In the case of Church of South India v. Union of India, the Madras High Court recently concluded that the phrase ‘is of the opinion’ under Section 212 puts a jurisdictional duty on the Central Government to express an opinion on the requirement of an investigation by the SFIO. Any order issued by the Central Government without the formation of an “opinion” under Section 212 shall lack merit.”
Investigation report and its evidentiary value
Under Section 212(3), if the Central Government has directed the SFIO to investigate the affairs of a corporation, the SFIO must undertake the inquiry and submit its findings within the time frame provided in the Central Government order. The SFIO, on the other hand, has no time constraint under the 2013 Act for completing the investigation and submitting the investigation report. This brings up the question of whether the SFIO’s mandate would be terminated if the investigation report is not submitted within the timeframe set in the Central Government decree. The Supreme Court successfully answered this question in the matter of SFIO v. Rahul Modi and subsequently ruled that because Section 212 does not provide a time limit for submitting the investigation report and the authority of SFIO to investigate does not expire once the period specified in the Central Government order has expired. It was determined that the time period mentioned in the order is merely advisory and not necessary. The authority to investigate shall not be terminated when the time limit provided by the Central Government has expired.
According to the Companies Act, 2013, the SFIO shall submit an “interim” report if necessary, or a report “on completion of the investigation” to the Central Government. Section 212(14) provides that upon receipt and after reviewing the investigation report, the Central Government may instruct the SFIO to start prosecution against the corporation and its executives or employees, provided that there is sufficient reason to sustain a charge. In the case of N. Sampath Ganesh v. Union of India, the Bombay High Court held that prosecution can be commenced based on an interim report or an inquiry report as long as it is sufficient to sustain a charge.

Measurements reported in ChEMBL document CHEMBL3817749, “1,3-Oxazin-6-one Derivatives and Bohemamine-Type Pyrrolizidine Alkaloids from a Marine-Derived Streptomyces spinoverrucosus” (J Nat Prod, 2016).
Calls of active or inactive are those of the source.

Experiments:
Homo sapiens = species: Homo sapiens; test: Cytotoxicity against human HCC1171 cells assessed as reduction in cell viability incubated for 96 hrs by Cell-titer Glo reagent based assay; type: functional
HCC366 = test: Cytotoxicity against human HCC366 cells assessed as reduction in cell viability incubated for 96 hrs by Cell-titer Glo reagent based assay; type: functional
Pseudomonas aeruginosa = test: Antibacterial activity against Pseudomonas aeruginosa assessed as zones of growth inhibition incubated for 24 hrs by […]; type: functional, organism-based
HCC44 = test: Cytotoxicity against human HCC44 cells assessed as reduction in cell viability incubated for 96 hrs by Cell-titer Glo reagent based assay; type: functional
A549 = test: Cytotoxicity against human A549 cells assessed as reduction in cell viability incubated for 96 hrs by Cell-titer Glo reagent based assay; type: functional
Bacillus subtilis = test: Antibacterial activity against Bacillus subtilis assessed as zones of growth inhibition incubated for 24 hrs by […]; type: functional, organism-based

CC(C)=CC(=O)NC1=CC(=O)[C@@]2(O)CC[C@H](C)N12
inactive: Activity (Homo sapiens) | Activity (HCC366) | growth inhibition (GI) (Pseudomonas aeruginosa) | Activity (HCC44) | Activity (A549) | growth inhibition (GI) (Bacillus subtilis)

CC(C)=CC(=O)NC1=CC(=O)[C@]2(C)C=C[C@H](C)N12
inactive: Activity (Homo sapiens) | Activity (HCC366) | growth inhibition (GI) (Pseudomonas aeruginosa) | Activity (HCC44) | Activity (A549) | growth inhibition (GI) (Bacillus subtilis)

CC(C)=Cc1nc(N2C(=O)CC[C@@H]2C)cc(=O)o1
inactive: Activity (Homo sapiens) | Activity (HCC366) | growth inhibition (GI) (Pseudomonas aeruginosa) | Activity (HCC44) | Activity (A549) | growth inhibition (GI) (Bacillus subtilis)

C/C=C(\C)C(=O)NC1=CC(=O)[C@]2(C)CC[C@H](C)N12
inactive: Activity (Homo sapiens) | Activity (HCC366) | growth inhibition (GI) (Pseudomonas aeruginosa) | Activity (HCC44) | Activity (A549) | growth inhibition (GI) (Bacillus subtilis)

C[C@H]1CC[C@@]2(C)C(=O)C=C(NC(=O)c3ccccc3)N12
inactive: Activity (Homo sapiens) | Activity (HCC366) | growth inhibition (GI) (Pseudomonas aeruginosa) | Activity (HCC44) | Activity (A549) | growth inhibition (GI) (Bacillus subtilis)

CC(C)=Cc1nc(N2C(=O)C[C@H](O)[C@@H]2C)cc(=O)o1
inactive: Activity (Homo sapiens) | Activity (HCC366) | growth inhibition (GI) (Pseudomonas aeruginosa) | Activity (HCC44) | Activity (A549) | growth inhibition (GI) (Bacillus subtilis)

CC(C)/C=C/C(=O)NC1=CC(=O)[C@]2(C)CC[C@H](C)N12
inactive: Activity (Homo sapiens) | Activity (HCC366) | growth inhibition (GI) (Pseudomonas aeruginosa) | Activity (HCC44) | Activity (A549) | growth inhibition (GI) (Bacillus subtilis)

The investigation report filed with the Special Court for framing charges must be assumed to be a report filed by a police officer under Section 173 of the Criminal Procedure Code (“CrPC”) which is often referred to as the “charge-sheet”. It is worth noting that in K. Veeraswami v. Union of India, the Supreme Court decided that a final investigation report prepared by an investigating officer under Section 173 of the CrPC is nothing more than the investigating officer’s opinion and shall not be considered legal evidence.
The SFIO is a fraud investigation organisation and has the primary responsibility of investigating serious, sophisticated frauds perpetrated by individuals and/or businesses, and also acts as a regulatory agency entrusted with resolving and prosecuting white-collar crimes in partnership with the Income Tax Department and the Central Bureau of Investigation. SFIO is headed by a Director as Head of Department in the rank of Joint Secretary to the Government of India. The Director is assisted by Additional Directors, Joint Directors, Deputy Directors, Senior Assistant Directors, Assistant Directors, Prosecutors, and other secretarial staff. It also has the authority to arrest people who are connected to or involved in the fraud but only the Director, Additional Director, and Assistant Director have this authority.
Investigation into the affairs of a company is assigned to SFIO, where the Government is of the opinion that it is necessary to investigate the affairs of a company (a) on receipt of a report of the Registrar or inspector under section 208 of the Companies Act, 2013; (b) on intimation of a special resolution passed by a company that its affairs are required to be investigated; (c) in the public interest, or (d) on request from any department of the Central Government or a State Government.
To combat corporate fraud, it became important to re-evaluate and apply rigorous measures. It is important to note that SFIO cannot initiate a case on its own and only acts upon the orders given by the Central Government. For effective enforcement of Section 212, there is an urgent need to scale up the resources and manpower available to the SFIO.
1. SFIO, Serious Fraud Investigation Office – Definition, Latest News, and Why SFIO, Serious Fraud Investigation Office is Important? (cleartax.in)
2. Serious Fraud Investigation Office – Keeping a close watch on frauds in India Inc – India Corporate Law (cyrilamarchandblogs.com)
3. Serious Fraud Investigation Office – IndiaFilings